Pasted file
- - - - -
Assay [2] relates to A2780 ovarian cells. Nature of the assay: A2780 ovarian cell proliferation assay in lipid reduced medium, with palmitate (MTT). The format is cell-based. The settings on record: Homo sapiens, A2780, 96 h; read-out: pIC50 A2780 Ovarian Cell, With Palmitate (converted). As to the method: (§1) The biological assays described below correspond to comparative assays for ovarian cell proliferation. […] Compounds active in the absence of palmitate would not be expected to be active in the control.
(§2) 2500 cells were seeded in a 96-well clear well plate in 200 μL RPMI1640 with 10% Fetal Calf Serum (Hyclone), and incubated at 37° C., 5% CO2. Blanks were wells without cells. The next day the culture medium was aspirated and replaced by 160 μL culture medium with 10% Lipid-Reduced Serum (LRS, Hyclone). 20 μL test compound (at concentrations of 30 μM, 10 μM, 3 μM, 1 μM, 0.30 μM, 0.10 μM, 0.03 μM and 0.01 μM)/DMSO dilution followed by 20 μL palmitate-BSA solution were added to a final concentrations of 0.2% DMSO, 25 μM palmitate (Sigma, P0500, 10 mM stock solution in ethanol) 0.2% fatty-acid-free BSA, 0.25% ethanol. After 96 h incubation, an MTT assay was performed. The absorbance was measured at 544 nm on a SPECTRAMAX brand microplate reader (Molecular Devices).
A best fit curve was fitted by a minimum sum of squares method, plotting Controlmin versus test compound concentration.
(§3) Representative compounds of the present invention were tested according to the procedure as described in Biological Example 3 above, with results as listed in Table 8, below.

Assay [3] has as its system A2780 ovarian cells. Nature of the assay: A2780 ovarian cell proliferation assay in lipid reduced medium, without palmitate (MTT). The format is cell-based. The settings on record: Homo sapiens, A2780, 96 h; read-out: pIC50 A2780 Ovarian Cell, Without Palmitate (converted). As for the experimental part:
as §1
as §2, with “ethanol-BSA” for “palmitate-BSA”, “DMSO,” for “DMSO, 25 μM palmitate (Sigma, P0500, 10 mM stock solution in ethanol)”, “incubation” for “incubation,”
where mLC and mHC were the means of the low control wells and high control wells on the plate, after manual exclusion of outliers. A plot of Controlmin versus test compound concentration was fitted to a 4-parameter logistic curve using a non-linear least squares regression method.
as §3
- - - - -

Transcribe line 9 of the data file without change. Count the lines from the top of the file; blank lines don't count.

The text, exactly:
as §3